Are you supporting a family member facing a health crisis, facing a crisis in your professional life, or dealing with a traumatic end to a relationship?
Or is this a time of a different kind of severe stress in your life?
What is stressful about severe stress is that you deeply want the situation to work out, but there are many aspects of the situation you can’t control.
Your power in any stressful situation comes from maximizing what you CAN control. Here are five things you can control even when circumstances seem stacked against you.
Change your question about WHY the situation is happening
Your mind will naturally try to explain why the events happened. You may have a mental loop asking: Why is this happening to ME? This question will only drain your energy, bring up self-blame, or re-trigger a stressful response.
To see the situation with a new perspective, ask the question: How is this situation happening FOR me instead of TO me? Then your focus will be on what you want to learn and what strengths you can develop from this situation.
Rather than wanting to avoid it or wish it wasn’t happening, have a Growth Mindset. Stressful situations require us to get out of our comfort zones and find solutions that we didn’t need beforehand. Many women are grateful that they had to develop new skills in difficult times because it helped them be more successful and compassionate.
Keep up basic self-care
Stressful situations are overtaxing. You must constantly put your energy into improving the cause of the stress and not pressuring yourself to do anything not essential to dealing with it.
Although it might seem indulgent at the time, it’s important to keep up the basics of your self-care. Prioritize sleep because that’s when your brain processes all the stress you faced during the day.
If you wake up at 2 am with your thoughts racing about your worries or your to-do list, practice Left Nostril Breathing. Cover your right nostril and breathe exclusively through your left nostril – it activates your relaxation system and will put you back to sleep within 3 minutes.
The more stressful the situation, the more you have to proactively create calm inside of you. Anything you did regularly before the stress (e.g., deep breathing, exercise, meditation, stretching, a morning cup of tea, or journaling) will be important to maintain as much as possible.
Honor your emotions
In order to get through previous stressful events, you have already developed coping mechanisms. You may be someone who grits your way through the situation while holding all your stress inside. Or someone who becomes more emotional. Or you may use external substances or unhealthy food to help you stuff down your feelings or numb your emotions – because they would feel too overwhelming if you didn’t.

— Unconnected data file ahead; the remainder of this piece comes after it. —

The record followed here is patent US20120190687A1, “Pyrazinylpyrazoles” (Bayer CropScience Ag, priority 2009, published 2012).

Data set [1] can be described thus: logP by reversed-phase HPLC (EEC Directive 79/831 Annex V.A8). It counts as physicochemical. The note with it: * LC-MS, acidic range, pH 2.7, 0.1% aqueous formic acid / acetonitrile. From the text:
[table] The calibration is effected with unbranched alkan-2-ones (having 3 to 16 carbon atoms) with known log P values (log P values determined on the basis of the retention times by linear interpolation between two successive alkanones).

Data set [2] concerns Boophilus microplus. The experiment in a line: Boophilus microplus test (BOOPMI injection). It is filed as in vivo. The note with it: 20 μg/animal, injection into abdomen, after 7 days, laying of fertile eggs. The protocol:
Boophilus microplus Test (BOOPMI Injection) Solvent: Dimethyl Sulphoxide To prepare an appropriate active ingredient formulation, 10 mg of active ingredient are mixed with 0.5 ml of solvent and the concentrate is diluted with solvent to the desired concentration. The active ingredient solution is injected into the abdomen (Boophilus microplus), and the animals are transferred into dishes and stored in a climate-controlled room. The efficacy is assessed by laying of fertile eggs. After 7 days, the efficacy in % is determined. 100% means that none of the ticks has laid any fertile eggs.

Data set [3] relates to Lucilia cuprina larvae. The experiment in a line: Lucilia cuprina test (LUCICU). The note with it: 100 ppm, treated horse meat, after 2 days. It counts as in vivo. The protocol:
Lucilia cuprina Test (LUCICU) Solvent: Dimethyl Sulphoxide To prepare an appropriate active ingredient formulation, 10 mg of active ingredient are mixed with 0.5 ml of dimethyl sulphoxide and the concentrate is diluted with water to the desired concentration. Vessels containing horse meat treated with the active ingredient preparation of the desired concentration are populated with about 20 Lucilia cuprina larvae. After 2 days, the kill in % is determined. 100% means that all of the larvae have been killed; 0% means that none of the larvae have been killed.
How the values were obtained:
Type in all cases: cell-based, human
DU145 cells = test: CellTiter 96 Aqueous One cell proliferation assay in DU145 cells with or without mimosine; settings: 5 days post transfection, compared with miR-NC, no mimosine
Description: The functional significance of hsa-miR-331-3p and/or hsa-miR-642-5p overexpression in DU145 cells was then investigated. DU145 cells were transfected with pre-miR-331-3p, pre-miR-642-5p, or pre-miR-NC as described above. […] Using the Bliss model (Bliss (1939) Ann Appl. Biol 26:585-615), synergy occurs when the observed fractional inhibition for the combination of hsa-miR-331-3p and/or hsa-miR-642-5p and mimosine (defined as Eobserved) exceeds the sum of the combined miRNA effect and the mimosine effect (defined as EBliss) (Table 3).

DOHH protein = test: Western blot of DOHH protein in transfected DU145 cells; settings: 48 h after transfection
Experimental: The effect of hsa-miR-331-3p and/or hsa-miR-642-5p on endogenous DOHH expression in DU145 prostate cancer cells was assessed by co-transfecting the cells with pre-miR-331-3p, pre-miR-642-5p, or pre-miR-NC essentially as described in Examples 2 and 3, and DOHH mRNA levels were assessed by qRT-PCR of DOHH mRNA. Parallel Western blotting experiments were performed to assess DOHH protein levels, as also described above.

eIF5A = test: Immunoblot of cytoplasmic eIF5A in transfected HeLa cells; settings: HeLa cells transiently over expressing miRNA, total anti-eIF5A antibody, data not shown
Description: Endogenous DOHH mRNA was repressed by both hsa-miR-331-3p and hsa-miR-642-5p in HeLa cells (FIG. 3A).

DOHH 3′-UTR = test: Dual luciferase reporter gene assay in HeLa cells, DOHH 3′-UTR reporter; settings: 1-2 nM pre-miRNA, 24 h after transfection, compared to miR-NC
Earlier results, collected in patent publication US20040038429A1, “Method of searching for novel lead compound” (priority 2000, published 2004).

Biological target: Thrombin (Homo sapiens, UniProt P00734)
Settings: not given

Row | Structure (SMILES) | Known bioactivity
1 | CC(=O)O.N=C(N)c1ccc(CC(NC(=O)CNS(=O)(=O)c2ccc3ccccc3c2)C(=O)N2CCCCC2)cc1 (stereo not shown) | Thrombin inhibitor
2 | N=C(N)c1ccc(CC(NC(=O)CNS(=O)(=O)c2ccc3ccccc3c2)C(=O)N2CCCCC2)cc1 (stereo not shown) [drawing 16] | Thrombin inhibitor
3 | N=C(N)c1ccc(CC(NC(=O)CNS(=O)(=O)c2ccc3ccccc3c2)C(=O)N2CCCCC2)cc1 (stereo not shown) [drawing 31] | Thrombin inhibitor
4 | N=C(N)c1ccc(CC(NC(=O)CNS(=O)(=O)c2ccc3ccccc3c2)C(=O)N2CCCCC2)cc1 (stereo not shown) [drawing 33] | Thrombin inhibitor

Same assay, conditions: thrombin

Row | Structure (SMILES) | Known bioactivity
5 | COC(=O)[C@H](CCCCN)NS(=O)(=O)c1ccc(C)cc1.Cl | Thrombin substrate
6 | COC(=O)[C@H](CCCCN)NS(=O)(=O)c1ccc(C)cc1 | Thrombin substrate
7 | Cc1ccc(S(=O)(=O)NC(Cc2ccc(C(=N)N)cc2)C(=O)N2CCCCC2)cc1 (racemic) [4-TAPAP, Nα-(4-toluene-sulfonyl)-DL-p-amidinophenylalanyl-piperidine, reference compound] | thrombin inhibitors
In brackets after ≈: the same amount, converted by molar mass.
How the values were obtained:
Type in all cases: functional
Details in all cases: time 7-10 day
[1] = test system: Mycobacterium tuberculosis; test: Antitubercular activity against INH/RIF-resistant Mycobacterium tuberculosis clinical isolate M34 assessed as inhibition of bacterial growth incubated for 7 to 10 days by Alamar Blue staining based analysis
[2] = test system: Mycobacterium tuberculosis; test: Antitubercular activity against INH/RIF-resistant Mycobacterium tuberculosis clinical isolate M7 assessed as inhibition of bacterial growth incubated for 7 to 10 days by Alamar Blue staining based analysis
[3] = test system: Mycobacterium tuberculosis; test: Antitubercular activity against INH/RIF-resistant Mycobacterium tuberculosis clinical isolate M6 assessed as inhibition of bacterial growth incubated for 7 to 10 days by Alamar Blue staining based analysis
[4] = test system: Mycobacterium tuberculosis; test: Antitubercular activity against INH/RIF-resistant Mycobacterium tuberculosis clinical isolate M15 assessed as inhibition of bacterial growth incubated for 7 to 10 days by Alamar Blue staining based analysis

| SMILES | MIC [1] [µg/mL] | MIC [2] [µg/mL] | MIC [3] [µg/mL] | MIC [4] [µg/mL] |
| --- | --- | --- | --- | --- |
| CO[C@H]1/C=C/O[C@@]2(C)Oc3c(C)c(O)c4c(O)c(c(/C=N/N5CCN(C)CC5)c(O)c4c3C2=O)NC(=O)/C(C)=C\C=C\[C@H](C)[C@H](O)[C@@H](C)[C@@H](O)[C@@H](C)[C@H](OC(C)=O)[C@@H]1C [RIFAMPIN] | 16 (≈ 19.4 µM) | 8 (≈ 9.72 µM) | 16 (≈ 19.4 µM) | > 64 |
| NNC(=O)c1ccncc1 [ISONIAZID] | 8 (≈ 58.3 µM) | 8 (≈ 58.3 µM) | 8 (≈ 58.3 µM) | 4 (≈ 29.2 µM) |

Respect your coping mechanisms; they are in place in order to get you through the acute situation. But have awareness of your behaviors and know if they are actually helping you deal with the situation.
Women’s bodies are built to process stress by connecting with other people. By sharing your experiences with someone (or a group of girlfriends) you trust, it will calm your nerves. It will help you know and make sense of what you are feeling and give you a place to come up with solutions.
It’s women’s natural way to be attuned to the feelings in their bodies and to do any expression of those feelings (e.g, cry, speak, gesture, raise their voice, move their body, etc). The most intense part of uncomfortable feelings lasts only 90 seconds, so if you can allow yourself to feel your emotions for that time you can get to the other side where you feel more comfortable.
Have a resilient mindset
Positive psychology teaches that you have a better chance of staying optimistic when you appraise your situation with the 3 Ps:
- Personal – try to not take the situation personally or think it’s your fault
- Pervasive – try to not see the challenge as affecting every area of your life; maintain some aspects of your life where you can still have joy and connection
- Permanent – try to not see your feelings of hardship as permanent
Stay connected to your sense of purpose
A severely stressful situation can make it hard to remember what was important in your life before your change in circumstances. If you can stay connected to the bigger picture purpose of your life, it will help you to believe even in the hard moments that “this too shall pass.” This paraphrase by philosopher Friedrich Nietzsche can sum up your ability to persevere: “When you have a why that is strong enough, you can endure any how.”